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Should Goals be ‘Motivating’?

Posted by on March 25th, 2013 with 0 Comments

The SMART acronym can be interpreted in many different ways.
Most of the alternatives, like “S = Special”, are easy to dismiss.

But “M = Motivating” is a little more difficult to dismiss, for two reasons.

  1. It appears in the work of business icon Ken Blanchard.
    It’s hard to argue with Ken. He’s intelligent, thoughtful, and passionate. He’s a guru!
  2. Doggone it, it just feels right.
    Right? I mean who can be against the idea that goals should be motivating?
    Do you want demotivating goals?

Well, let me counter ‘Motivating’ with three arguments:

  • Measurable is a better use of ‘M’.
    I never sign up for a goal that isn’t Measurable. It’s that simple…
  • What is ‘Motivating’ anyway?
    Unfortunately, for years I have struggled to determine what is motivating for other people.  What motivates me doesn’t motivate you, and vice-versa. In fact, my negative reinforcement might be your positive reinforcement.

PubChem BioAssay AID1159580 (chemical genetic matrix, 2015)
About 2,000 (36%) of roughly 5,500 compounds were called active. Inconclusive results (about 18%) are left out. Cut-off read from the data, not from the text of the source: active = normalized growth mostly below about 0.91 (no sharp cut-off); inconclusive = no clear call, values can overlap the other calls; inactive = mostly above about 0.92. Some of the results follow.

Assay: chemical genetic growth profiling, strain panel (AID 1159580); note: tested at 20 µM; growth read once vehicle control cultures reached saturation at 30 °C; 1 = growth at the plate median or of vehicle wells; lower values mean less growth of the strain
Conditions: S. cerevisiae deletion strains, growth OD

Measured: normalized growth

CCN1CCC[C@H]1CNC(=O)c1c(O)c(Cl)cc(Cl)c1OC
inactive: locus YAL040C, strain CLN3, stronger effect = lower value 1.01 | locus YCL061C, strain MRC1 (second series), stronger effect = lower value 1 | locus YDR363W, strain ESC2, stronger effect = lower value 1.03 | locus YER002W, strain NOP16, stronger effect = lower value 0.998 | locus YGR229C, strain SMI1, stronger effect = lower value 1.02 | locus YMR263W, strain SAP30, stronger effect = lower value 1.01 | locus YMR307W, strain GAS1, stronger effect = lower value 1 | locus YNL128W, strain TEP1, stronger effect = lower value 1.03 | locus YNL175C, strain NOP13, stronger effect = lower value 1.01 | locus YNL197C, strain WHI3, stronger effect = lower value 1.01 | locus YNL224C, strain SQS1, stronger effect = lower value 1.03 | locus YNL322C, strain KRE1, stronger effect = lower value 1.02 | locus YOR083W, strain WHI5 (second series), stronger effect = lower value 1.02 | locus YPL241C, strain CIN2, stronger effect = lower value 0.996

I don’t know how I would try to write a goal that would motivate a large number of people.
  • Finally, my experience told me that goals didn’t need to made motivating.
    Clear goals are, by their very existence, motivating. It turns out my experience was not unusual.
    I was pleased to read about this in the research of Locke and Latham. They confirm that motivation is not a necessary component for goals.

In fact – Goals don’t have to be designed to motivate. Goals motivate by design.

The very presence of a clear goal, where one did not exist before, provides motivation.
That’s the point of a goal to begin with.

One more point – R = Relevance in the SMART acronym.
If your goal is not motivating to your audience, I would argue that it must be irrelevant to them.

Instead of worrying about a fuzzy, personal target like ‘motivation’, I would focus on making my goal relevant to people’s work and life.

That’s SMART as Hell.

SMART as Hell Exercise:

  1. Review: your current goals. 
  2. Ask: are they motivating? Why or why not?
  3. Reflect: What makes them motivating? Or how would you make them motivating for yourself or others?
  4. Debate: Which is more effective to motivation, relevance or ‘appeal’?

Share your questions, comments, and findings below…

 

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